Royal argues that the trial court misapplied aggravating factor one because "there was nothing especially significant about the present case to distinguish it from the overwhelming majority of other first degree robberies." Royal suggests that the trial court "double counted" the use of a weapon in finding that the crime was committed in a "heinous, cruel, or depraved manner." See State v. Pillot, 115 N.J. 558, 564 (1989) (using a weapon can not be an aggravating factor if the use of the weapon "has been factored into the offense with which defendant is charged").
While the trial judge did mention "the manner of placing the guns at these victims," (emphasis added), in finding aggravating factor one, he also found that forcing some of the victims to strip to their underwear and holding them in a freezer escalated the crime from the average first-degree robbery to one that was particularly heinous or cruel.
Royal also takes issue with the trial court's finding of aggravating factor six, "[t]he extent of the defendant's prior criminal record and the seriousness of the offenses of which he has been convicted." N.J.S.A. 2C:44-1(a)(6). Royal had six prior contacts with the criminal justice system, three involved disorderly persons offenses and three were indictable offenses. Consequently, the trial judge's finding of aggravating factor six was fully supported by the record.
Finally, Royal argues that the trial judge erred in not finding mitigating factor eleven, N.J.S.A. 2C:44-1(b)(11), applicable. However, because defense counsel had not requested that the court consider mitigating factor eleven and did not support it factually at sentencing, we find no error.
Royal also attacks the consecutive sentences. In State v. Yarborough, 100 N.J. 627, 644 (1985), cert. denied, 475 U.S. 1014, 106 S.Ct. 1193, 89 L.Ed. 2d 308 (1986), the Supreme Court outlined the criteria to be considered in deciding whether to impose a consecutive as opposed to concurrent sentence:
(a) the crimes and their objectives were predominantly independent of each other;
(b) the crimes involved separate acts of violence or threats of violence;
(c) the crimes were committed at different times or separate places, rather than being committed so closely in time and place as to indicate a single period of aberrant behavior;
(d) any of the crimes involved multiple victims;
(e) the convictions for which the sentences are to be imposed are numerous.
A sentencing court must also be careful not to "double count" factors when imposing a sentence; i.e. factors that were used as aggravating factors to sentence a defendant to a maximum term for each offense cannot be used to justify the imposition of consecutive as opposed to concurrent terms. State v. Miller, 108 N.J. 112, 122 (1987). "Where the offenses are closely related, it would ordinarily be inappropriate to sentence a defendant to the maximum term for each offense and also require that those sentences be served consecutively, especially where the second offense did not pose an additional risk to the victim." Ibid.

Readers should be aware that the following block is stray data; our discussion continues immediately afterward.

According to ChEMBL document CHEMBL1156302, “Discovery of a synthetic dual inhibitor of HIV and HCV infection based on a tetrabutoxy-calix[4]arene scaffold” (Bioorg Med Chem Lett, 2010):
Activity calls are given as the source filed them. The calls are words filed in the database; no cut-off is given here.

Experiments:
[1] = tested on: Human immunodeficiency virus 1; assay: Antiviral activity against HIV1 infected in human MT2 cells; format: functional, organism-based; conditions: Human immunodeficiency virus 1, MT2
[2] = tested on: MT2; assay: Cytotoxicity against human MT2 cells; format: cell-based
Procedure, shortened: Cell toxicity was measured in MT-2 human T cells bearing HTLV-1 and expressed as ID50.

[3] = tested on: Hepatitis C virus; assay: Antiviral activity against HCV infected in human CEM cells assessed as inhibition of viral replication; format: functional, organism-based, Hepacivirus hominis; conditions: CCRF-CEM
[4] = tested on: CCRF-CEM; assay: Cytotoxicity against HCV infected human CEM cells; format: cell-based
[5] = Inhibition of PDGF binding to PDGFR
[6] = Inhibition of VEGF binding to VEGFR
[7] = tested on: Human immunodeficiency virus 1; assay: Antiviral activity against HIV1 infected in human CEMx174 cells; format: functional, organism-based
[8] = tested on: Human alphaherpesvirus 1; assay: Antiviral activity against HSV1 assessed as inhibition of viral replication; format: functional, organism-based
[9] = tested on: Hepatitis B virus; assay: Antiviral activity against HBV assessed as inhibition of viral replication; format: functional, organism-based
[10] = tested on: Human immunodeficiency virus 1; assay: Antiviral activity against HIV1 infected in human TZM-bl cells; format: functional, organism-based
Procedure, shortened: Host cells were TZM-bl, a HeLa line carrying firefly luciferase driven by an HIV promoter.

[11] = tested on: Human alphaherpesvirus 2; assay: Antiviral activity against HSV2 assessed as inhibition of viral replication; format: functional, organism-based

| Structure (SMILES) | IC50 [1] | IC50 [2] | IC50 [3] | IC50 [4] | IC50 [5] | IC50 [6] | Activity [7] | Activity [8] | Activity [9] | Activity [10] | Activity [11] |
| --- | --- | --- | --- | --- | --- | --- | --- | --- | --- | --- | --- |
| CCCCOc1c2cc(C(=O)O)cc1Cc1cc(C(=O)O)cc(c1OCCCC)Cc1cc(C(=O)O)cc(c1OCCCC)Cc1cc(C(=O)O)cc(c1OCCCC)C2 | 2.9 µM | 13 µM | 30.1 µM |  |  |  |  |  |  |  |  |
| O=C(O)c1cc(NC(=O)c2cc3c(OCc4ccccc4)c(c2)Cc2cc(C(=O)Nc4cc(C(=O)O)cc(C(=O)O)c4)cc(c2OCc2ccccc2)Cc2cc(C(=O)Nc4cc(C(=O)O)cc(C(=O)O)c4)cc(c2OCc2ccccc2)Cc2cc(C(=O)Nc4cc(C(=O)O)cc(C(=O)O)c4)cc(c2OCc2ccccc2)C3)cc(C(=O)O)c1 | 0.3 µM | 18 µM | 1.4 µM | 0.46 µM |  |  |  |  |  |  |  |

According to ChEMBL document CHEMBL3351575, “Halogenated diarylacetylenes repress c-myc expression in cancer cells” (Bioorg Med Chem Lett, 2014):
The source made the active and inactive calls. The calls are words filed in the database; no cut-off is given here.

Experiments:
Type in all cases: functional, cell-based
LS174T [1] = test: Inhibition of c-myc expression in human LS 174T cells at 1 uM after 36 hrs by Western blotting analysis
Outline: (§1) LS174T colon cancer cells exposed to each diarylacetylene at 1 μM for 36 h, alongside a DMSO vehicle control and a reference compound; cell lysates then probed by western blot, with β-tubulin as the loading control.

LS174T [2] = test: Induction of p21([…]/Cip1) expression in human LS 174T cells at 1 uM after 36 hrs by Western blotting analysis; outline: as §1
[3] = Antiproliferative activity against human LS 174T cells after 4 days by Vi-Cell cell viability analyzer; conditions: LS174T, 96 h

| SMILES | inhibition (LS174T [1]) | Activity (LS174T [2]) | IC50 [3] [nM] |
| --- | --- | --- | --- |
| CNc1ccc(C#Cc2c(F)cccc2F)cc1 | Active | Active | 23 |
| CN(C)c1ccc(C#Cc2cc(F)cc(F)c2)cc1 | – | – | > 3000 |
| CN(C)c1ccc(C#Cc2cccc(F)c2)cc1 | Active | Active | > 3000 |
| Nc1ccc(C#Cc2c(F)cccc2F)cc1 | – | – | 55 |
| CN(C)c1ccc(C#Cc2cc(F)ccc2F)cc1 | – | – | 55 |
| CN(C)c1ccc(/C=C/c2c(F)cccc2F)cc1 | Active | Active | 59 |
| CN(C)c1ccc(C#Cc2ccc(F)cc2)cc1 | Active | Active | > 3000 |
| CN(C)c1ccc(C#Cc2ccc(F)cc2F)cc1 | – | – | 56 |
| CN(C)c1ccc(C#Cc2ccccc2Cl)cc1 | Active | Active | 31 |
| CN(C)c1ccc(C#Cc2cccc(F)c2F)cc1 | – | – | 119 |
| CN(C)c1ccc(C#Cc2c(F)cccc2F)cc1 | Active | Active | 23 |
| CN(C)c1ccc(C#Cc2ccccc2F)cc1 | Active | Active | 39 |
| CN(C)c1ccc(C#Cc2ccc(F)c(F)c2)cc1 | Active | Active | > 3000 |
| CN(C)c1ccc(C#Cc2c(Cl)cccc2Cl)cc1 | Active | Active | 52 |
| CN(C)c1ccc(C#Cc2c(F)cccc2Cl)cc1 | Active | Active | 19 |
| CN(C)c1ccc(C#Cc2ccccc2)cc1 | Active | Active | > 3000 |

The trial judge specifically discussed Yarborough in explaining his reasons for imposing a consecutive sentence.
When the court looks to the matter of State v. Yarborough, [supra,] 100 N.J. at 627, the court notes that . . . our Supreme Court says there shall be no free crimes in a system for -- in which punishment shall fit the crime.
And the court is to consider these factors.
Number one, the crimes and their objectives were predominately independent.
The crimes in the parking lot although connected to the crimes inside were independent of one another. The crimes involved separate acts of violence and threats of violence. All these victims, all eleven of these victims suffered separate acts of violence and threats of violence through this hellish experience. Although six or eight of the victims are put in one count, I believe the first count, Mr.
McCarthy is put in count two, and Mr. Devon I think is put in count three, Devon Hardy or something like that. The crimes were committed at different times in separate places. They were close but they were, the parking lot one was separate and distinct from inside the store. And most importantly, the crimes involved multiple victims. And the convictions are numerous in this case.
The trial judge more than adequately explained his reasons on the record for imposing consecutive sentences for counts one and two. Our review of the sentencing judge's decision is limited to determining whether it presents such a "clear error of judgment that it shocks the judicial conscience." Dalziel, supra, 182 N.J. at 501. In a case involving multiple victims such as this one, two consecutive sentences, both below the maximum range for the offense, does not shock the judicial conscience.
For all of the reasons set forth above, we affirm both Royal's conviction and the sentence imposed.